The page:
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Journal Article

Romantic Inversions in Herzog's Nosferatu

Kent Casper and Susan Linville
The German Quarterly
Vol. 64, No. 1, Focus: Literature and Film (Winter, 1991), pp. 17-24
Published by: Wiley on behalf of the American Association of Teachers of German
DOI: 10.2307/407301
Stable URL: http://www.jstor.org/stable/407301
Page Count: 8

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Topics: Movies, Vampires, Narratives, Horror fiction, Desire, Expressionism, Bourgeois, Christianity, Irony, Tales
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Romantic Inversions in Herzog's Nosferatu
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Abstract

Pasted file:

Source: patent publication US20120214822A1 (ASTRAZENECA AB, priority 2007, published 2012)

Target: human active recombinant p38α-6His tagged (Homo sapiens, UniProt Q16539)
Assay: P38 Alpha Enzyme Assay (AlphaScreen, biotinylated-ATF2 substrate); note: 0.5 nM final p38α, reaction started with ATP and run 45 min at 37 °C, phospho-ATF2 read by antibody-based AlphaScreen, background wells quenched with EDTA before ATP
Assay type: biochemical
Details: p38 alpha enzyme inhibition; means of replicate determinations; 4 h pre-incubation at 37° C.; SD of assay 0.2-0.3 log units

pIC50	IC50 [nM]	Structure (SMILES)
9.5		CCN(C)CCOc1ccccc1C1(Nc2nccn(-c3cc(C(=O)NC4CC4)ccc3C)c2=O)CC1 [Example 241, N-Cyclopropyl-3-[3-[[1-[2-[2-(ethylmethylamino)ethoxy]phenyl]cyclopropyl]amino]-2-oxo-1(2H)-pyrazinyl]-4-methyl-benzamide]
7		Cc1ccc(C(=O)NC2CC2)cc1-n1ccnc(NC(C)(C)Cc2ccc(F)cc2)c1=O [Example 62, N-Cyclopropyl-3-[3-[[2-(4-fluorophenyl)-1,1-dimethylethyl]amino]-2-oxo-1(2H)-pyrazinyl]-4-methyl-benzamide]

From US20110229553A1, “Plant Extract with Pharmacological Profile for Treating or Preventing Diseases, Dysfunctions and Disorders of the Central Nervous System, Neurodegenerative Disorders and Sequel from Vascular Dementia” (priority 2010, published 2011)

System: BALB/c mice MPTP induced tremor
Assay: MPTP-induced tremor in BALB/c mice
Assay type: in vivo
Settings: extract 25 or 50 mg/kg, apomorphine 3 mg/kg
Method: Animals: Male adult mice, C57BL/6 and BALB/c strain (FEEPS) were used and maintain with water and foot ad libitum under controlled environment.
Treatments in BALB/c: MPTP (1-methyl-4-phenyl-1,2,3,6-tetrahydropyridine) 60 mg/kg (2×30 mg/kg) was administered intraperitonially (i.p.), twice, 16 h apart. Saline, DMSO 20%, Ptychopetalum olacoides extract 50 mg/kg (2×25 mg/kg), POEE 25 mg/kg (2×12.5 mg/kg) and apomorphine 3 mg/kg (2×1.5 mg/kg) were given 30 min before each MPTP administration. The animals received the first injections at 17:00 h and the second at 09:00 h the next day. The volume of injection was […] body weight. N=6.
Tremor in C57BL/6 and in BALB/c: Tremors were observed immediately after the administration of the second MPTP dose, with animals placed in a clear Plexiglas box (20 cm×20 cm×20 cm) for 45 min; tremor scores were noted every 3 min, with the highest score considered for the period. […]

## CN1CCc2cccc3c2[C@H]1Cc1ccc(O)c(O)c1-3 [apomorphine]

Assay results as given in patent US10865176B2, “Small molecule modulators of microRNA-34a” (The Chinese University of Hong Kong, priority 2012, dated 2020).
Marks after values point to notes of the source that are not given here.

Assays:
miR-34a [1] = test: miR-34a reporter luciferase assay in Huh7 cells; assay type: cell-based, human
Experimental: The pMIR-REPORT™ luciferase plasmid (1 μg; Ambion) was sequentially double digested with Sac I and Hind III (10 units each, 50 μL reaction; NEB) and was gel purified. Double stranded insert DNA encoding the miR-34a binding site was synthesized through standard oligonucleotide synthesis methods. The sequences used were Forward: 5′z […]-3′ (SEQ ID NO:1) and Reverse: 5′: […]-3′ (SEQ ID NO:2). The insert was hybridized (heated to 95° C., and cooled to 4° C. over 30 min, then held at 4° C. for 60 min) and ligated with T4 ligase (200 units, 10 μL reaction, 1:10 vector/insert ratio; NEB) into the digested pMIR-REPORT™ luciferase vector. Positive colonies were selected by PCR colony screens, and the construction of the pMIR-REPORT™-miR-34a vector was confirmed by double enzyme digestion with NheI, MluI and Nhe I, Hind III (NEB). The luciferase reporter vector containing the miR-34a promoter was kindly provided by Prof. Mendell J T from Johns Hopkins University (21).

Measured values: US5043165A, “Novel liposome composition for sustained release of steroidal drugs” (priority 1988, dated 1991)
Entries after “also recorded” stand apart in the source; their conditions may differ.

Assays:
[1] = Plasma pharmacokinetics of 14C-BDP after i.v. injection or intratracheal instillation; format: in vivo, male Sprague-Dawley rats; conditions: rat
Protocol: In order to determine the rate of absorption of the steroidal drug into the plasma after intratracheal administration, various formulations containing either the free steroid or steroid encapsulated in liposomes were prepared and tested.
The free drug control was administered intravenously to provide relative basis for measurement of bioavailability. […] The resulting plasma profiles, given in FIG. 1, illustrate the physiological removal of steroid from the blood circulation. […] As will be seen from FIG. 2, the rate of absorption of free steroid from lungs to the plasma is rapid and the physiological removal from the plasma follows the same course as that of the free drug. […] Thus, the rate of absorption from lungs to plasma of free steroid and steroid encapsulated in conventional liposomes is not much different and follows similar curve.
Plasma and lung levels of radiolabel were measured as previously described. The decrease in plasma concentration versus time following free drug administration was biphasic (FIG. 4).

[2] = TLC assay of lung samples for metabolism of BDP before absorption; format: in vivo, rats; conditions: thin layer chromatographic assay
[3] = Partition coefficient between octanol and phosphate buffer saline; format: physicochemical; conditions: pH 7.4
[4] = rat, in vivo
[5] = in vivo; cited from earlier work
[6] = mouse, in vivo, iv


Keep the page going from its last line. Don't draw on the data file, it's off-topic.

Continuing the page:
Herzog's vampire film deploys motifs and narrative structures derived, through the mediation of Murnau, from German romantic conventions. But Herzog's ethos is existentialist and his narrative rhythms are post-modern. While his film sounds many notes along the register of the romantic tale, it collapses dualistic dichotomies and presents the quest-romance as circular futility, doppelgänger demonism as doubled sameness, and "pure" female love as nonredemptive-for the male quester. Jonathan Harker's journey to Castle Dracula and back to Wismar, Lucy's sacrificial vanquishing of the vampire, and Jonathan's assumption of the Nosferatu role at the end of the film-all are subject to structural and thematic ironies that undercut idealistic significations and foreclose the process of catharsis anticipated by the spectator of the horror film.

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